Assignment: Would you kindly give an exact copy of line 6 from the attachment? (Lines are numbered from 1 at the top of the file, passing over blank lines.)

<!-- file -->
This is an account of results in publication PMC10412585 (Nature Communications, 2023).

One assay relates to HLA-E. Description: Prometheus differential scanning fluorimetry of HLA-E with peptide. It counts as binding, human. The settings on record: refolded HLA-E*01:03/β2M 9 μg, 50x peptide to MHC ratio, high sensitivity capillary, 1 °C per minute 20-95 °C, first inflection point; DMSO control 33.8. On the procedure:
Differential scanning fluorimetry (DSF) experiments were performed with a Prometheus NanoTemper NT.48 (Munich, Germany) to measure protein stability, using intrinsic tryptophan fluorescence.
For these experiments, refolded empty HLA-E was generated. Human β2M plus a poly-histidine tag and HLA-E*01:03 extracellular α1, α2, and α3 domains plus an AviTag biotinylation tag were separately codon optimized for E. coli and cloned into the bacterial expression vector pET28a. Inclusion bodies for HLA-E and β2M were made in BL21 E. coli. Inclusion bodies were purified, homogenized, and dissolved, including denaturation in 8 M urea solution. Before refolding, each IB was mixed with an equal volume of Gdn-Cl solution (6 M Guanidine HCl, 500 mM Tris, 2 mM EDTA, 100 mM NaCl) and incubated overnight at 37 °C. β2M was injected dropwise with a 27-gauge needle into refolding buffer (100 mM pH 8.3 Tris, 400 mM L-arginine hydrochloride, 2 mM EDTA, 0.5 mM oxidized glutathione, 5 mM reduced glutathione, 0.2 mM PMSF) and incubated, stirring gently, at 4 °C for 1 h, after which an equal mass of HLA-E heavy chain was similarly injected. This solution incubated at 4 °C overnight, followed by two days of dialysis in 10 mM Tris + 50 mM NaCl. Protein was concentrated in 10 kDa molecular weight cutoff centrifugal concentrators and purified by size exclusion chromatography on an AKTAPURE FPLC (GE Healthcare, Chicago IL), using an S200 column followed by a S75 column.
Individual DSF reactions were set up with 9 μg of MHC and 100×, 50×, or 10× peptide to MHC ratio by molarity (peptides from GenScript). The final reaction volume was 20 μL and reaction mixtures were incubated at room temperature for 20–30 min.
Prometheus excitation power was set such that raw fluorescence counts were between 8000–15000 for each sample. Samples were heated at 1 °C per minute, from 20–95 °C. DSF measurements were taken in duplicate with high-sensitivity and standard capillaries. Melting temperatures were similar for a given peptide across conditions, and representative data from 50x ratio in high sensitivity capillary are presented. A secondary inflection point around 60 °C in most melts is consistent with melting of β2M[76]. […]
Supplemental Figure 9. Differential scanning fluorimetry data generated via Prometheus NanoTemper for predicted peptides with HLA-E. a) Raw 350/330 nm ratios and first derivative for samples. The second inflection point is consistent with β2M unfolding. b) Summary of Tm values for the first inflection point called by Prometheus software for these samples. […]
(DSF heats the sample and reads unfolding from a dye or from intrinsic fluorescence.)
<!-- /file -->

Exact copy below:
Prometheus excitation power was set such that raw fluorescence counts were between 8000–15000 for each sample. Samples were heated at 1 °C per minute, from 20–95 °C. DSF measurements were taken in duplicate with high-sensitivity and standard capillaries. Melting temperatures were similar for a given peptide across conditions, and representative data from 50x ratio in high sensitivity capillary are presented. A secondary inflection point around 60 °C in most melts is consistent with melting of β2M[76]. […]